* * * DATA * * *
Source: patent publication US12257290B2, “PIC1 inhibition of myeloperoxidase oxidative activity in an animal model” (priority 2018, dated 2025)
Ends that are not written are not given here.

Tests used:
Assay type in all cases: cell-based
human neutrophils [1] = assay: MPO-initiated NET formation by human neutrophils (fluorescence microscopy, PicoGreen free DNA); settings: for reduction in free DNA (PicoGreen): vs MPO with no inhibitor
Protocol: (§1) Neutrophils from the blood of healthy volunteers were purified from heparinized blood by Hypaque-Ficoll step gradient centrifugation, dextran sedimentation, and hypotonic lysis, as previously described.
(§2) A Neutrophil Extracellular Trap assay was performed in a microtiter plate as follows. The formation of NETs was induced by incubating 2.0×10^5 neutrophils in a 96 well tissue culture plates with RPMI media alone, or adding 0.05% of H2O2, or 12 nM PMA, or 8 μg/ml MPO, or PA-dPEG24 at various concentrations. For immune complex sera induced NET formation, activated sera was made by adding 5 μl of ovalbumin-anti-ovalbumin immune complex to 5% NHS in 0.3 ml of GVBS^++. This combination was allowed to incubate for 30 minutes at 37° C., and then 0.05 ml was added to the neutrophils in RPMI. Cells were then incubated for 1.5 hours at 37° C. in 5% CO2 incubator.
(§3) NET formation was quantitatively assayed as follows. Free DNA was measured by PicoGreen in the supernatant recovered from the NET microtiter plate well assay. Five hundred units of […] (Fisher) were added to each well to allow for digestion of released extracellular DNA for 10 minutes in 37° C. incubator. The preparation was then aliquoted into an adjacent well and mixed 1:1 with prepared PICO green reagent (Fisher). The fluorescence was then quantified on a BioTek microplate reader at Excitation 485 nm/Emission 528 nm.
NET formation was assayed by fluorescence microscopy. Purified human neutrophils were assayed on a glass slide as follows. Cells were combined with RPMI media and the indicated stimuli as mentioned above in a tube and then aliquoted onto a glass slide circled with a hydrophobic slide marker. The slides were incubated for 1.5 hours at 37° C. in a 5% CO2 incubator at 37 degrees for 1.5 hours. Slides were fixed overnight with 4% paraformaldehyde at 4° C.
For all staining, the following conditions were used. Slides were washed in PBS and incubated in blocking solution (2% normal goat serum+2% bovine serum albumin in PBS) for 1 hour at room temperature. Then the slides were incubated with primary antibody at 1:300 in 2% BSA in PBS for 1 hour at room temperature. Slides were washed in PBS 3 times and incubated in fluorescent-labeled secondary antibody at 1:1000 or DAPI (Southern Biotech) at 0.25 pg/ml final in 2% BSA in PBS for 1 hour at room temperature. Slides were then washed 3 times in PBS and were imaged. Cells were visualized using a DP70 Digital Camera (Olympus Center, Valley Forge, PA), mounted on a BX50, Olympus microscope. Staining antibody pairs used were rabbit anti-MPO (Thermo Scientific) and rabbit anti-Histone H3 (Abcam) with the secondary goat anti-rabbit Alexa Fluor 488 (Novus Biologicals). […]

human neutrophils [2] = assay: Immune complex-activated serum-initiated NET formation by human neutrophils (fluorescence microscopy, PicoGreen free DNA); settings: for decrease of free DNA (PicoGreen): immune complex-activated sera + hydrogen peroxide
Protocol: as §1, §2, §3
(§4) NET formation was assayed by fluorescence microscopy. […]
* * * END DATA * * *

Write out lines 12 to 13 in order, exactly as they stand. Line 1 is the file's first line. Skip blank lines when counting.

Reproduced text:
Protocol: as §1, §2, §3
(§4) NET formation was assayed by fluorescence microscopy. […]